Pepe, the world's most controversial frog.
Pepe, the world's most controversial frog. Feels Good Man

Watching Feels Good Man does not feel very good. And it shouldn't. A film about the rise of online hate groups is probably not the most cheery way to spend an hour and a half. Yet with vibrant animations and an astute look at a complex subject, it is one of the most fascinating documentaries of the year.

The remarkable directorial debut from Arthur Jones is a deadly serious look at hate speech, artistic ownership, Pepe the Frog, and memes. It's completely understandable if hearing the unironic pairing of the words "deadly serious" with "memes" immediately elicits a groan. But Jones makes it work. Not only does Feels Good Man get to the core of the vile hate that can spew from the dark recesses of the internet, it also works as a compelling character study.

That character is cartoonist Matt Furie who serves as a protagonist of sorts in what becomes an increasingly nightmarish situation. In 2005, Furie created the now infamous character Pepe the Frog. When Pepe was born, he was a young, naive frog who lived in the comic strip Boy's Club. Pepe filled his chill days with just being a chill frog.

Chill. Feels Good Man

Those days seem quaint now. The benign Pepe has not just been stripped of his original context, he has become an alt-right symbol of hate and white supremacy. It could be the punchline to a deeply bizarre joke if it wasn't so genuinely alarming. The proliferation of Pepe as a hate symbol reached such a crisis point that the Anti-Defamation League classified it as such.

A world where seemingly everything has been turned upside down is where the documentary drops us in. Told through an excellent opening animation sequence, the once-innocent Pepe is seen struggling as he tries not to fall into a void of hate. It's an appropriate metaphor as the documentary shifts between detailed analysis and following Furie as he fights to regain control of his creation.

It's worth noting that all the animation is top-notch. In a post film Q&A with Jones, he said it was imperative that the animation “not suck.” There is no sucking here:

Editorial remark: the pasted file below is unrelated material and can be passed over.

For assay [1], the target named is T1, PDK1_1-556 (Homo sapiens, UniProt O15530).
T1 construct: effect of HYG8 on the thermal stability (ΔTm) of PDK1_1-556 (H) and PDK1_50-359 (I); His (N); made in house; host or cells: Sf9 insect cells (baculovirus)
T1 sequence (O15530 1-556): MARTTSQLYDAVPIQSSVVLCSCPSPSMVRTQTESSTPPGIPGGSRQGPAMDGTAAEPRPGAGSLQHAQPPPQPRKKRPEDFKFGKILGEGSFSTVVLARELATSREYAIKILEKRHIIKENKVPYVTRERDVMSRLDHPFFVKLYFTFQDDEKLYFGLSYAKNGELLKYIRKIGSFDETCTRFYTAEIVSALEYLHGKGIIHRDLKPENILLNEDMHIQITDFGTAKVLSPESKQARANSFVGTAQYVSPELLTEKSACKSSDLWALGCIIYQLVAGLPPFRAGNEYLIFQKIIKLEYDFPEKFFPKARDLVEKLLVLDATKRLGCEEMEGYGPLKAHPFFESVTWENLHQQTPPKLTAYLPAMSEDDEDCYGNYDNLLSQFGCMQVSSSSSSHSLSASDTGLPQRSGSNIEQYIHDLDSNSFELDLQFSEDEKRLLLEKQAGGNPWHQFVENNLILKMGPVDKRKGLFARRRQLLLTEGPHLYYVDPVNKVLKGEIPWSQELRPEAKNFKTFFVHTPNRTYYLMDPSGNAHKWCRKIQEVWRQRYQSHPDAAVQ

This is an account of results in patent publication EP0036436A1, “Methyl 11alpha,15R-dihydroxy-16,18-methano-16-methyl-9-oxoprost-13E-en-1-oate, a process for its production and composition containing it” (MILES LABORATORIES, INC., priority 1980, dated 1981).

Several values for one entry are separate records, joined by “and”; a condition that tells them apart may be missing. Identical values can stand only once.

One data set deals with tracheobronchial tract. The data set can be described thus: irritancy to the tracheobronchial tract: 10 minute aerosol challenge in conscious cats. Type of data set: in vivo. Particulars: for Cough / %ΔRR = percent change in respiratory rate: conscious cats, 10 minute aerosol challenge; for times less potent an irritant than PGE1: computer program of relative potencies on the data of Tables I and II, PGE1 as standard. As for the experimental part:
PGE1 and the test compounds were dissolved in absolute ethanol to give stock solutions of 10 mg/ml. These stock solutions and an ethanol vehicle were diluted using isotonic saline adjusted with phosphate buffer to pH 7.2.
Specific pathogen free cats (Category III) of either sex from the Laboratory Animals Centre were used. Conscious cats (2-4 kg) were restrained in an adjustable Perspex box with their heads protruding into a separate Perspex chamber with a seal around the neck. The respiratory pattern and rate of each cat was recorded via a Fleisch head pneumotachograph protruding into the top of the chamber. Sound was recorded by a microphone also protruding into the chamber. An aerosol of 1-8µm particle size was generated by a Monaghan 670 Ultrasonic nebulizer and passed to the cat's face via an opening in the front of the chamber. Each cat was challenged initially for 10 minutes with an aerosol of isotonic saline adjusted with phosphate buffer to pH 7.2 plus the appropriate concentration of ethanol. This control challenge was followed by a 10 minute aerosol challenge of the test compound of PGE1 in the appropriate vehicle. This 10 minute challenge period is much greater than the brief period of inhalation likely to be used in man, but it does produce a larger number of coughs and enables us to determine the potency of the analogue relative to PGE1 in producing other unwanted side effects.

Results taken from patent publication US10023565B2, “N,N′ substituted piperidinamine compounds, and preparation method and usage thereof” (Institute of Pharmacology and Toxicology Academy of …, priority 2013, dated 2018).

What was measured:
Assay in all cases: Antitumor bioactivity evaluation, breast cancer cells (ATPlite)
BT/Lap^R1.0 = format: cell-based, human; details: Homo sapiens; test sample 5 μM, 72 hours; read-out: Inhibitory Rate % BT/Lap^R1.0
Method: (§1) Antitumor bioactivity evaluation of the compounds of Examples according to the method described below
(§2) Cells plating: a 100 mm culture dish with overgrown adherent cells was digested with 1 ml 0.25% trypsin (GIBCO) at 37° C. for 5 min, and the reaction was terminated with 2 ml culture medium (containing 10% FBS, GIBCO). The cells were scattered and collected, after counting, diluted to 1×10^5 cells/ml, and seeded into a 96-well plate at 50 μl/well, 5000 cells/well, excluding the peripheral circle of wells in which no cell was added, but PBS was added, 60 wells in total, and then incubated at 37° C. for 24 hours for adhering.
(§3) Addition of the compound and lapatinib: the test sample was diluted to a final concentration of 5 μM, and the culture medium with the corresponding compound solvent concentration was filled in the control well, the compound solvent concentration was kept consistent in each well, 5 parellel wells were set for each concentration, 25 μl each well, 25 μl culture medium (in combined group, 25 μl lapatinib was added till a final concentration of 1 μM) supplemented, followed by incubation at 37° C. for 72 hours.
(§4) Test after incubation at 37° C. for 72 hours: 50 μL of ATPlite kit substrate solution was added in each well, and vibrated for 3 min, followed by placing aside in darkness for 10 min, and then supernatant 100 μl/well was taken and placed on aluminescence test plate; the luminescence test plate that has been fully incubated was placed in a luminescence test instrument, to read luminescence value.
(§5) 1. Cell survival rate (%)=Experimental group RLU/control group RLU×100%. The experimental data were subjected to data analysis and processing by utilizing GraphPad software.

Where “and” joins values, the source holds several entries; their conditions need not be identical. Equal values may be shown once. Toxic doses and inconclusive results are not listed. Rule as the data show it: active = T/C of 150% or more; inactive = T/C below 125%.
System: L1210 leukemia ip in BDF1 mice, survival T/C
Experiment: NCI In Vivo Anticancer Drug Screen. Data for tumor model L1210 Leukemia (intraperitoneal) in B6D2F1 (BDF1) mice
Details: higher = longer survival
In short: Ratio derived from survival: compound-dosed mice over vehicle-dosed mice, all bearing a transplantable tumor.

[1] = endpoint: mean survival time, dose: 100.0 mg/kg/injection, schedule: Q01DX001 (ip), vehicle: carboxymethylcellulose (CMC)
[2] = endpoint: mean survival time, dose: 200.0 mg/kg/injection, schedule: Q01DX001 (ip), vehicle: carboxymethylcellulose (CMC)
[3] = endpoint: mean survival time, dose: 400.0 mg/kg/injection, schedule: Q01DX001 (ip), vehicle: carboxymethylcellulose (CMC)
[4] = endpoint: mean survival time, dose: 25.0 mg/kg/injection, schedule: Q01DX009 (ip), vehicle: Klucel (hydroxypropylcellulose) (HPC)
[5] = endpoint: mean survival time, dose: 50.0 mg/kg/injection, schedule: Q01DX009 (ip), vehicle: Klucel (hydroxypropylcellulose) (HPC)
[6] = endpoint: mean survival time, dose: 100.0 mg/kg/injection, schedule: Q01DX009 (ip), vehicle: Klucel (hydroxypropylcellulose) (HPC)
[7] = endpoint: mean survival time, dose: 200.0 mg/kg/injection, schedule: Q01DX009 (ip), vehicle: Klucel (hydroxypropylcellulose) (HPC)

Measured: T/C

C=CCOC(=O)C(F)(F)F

Fortunately, Feels Good Man avoids slipping into hagiography by being direct and honest about Furie's work. One particular sequence sees Furie get asked head-on if he holds any responsibility for Pepe's transformation. It isn’t asked with malice—it seems to come from a place of care for Furie—but it's an important question. Furie acknowledges that he could’ve stepped in sooner before it was completely out of his hands.

The documentary doesn’t let him off the hook. Furie made a mistake by not taking Pepe's alt-right problem seriously. It didn't just cost him his work, it also turned that work into a valuable recruitment tool for hate groups. Acknowledging these realities, that Furie is both partially at fault and hurt by the situation, is where the documentary offers nuance when it needed it.

As for the interview subjects, it's wise to include authoritative voices such as Adam Serwer, a staff writer at The Atlantic. The documentary makes less wise decisions by giving fringe voices a platform to make unchallenged and unverified statements. It makes one wonder why all the interviews with Daily Beast journalist Will Sommer were apparently cut from the project. While it's likely that the fingerprints of Sommer’s reporting are all over the documentary, the inclusion of statements untethered to reality is a disservice to factual reporting.

All of that is a brief hiccup in what is still an incredible piece of work. To think that a documentary about a cartoon frog could tell us so much about ourselves, our politics, and the future of communication is beyond unexpected. Feels Good Man feels necessary, warts and all.

You can stream Feels Good Man on iTunes, Vudu, and other streaming platforms starting Friday, September 4.